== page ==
I disagree with the absolute prohibition of chalking, and note that some people have been irate with the use of whitewash on graves. Whitewash does fill lettering, but is a unique covering which is unlike paint in any context. Whitewashed stones must continue to be whitewashed in order to maintain their preservation, often times the whitewashing was done centuries before, but must be continued as whitewashing bonds to the surface of the stone and must be renewed to prevent that surface from being damage. Perhaps new whitewashing shouldn't be done, but what is done is done in this instance.
    Perhaps certain sidewalk chalks are too hard to be used on gravestone surfaces, but soft chalks are likely less abrasive than toothpaste and many cleaners. As for staining, it doesn't mean the stone is damaged. Actually in my line of thinking, chalk is alkaline and may protect from the natural acidity in rain.

    Shaving cream or flour probably are right to be recommended against, as they both likely contribute to microorganism growth (and lichens). I disagree with those that say lichens preserve stones, what the case actually is, is that removing them damages the stone further. That includes chemical removal, folks. To inhibit the growth should do no great harm, but I don't know of the methods used, so I can't comment on these practices.

    The care and preservation of stones is important, but those stones are there for a reason, to be read. If this cannot be done with any other method but enhancement, then enhancement should be done. A gravestone that cannot be read is nothing more that a stone marking an unknown. Respect each other, and be kind to other people. Best practices in life, such as respecting others and their right to know who their ancestors were, override overly exacting preservation attempts. Besides which, any new documentation created, creates another chance to preserve knowledge of our ancestors. Copy, and copy again... it worked to preserve the Bible, and will work to preserve our knowledge of our ancestors lives.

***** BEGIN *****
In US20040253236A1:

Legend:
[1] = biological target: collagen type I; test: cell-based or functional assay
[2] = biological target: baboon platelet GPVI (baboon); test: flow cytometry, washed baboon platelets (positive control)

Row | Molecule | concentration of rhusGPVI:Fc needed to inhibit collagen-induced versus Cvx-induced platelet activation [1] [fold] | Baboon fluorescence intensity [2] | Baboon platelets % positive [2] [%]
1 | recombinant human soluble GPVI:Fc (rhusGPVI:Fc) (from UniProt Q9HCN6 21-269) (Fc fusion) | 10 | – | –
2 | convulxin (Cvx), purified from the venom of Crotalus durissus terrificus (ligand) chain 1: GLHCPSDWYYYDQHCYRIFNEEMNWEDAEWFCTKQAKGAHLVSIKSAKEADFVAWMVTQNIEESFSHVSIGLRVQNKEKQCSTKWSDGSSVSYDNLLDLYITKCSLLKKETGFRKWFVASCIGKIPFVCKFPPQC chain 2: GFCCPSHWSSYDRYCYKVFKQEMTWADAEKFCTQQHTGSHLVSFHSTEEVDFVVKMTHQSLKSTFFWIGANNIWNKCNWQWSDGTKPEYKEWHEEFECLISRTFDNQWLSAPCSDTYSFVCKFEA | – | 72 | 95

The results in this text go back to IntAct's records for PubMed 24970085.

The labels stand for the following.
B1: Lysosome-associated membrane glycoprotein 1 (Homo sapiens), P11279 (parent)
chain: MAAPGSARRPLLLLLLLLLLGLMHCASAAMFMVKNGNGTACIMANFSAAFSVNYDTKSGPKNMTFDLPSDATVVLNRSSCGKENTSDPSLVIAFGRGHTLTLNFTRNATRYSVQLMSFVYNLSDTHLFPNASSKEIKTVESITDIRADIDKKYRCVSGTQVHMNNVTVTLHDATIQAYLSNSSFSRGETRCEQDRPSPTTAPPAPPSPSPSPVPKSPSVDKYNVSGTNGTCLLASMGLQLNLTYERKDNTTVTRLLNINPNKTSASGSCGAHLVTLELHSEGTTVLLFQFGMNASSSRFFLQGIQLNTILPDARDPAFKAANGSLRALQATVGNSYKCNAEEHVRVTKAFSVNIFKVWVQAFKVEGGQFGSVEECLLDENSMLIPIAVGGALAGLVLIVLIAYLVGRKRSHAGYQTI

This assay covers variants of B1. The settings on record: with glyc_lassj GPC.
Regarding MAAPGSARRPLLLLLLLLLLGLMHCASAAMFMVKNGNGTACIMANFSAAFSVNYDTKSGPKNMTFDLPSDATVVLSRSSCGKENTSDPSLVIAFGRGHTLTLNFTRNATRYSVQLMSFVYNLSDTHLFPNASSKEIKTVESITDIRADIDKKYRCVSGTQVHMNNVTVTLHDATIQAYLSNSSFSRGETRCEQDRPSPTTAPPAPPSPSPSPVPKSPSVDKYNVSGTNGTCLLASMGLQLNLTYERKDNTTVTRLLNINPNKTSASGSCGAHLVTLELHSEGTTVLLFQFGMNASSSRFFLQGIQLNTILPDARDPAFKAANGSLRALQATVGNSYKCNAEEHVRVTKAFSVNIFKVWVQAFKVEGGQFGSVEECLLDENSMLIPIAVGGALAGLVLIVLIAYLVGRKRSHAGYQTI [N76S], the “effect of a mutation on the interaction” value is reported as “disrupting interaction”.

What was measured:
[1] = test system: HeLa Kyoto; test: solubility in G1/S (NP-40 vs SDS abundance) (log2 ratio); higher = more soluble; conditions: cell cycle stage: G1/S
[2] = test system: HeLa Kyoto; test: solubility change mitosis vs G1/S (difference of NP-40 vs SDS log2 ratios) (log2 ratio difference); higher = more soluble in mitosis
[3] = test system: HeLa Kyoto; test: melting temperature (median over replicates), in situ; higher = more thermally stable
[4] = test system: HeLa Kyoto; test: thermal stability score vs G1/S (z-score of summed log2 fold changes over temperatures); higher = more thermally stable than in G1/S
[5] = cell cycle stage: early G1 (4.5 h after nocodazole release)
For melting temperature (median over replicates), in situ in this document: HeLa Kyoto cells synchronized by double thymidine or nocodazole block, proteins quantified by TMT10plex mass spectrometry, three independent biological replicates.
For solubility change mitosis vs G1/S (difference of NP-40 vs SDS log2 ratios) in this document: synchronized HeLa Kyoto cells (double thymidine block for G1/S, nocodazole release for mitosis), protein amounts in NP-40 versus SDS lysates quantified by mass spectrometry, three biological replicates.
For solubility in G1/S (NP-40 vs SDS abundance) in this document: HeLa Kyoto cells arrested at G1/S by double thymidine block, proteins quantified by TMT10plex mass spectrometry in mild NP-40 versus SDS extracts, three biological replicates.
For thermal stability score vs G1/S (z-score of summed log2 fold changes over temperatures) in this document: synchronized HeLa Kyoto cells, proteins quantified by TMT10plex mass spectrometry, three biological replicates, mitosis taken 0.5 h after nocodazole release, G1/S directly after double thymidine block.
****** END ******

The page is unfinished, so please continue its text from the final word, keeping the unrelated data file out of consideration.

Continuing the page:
1. YES! You are so right!! These stones are created to leave a LASTING memorial - a lasting memory, a record - of that person's time here in this life. If the inscription has deteriorated to the point that it cannot be read without enhancing, then it should be done and the record preserved in whatever means we have available. Today we have digital technology and a variety of venues in which to place the information so that, hopefully, the next generation will be able to find the information even if the stone is no longer legible at all. As you state: once the stone has deteriorated to that point, it is just another rock - no different than the myriad sand stones which frustrate us so much in older cemeteries.

      And as a former teacher, I don't know what kind of "sidewalk chalk" people are referring to which is "harder than the white chalk used on blackboards," but the chalk I used on my blackboards was much harder than the sidewalk chalk that I use today - which is so soft it rubs off on your hands. And apparently the formula has changed with the newer chalks because the rain (or a jug of water) washes the chalk away and there is no stain or residue left.

      I am extremely conscious of the importance of saving our cemeteries and the wealth of information they contain and I do not advocate marking any stone which can be read by any other means. But there are stones everywhere which have deteriorated beyond the point of being legible by other means and the information on them is just as important as that on stones which are new - perhaps more important for the fragility of the information they contain. If we do nothing to these stones, they will eventually deteriorate to where the information they contain is lost. Please let's not lose sight of what was intended by the people who originally put the stone there: to keep alive the memory of the ones who have gone before us. If chalking the stone is the only way to continue that memory, then we are obligated to do that and carry on where the stone carvers left off.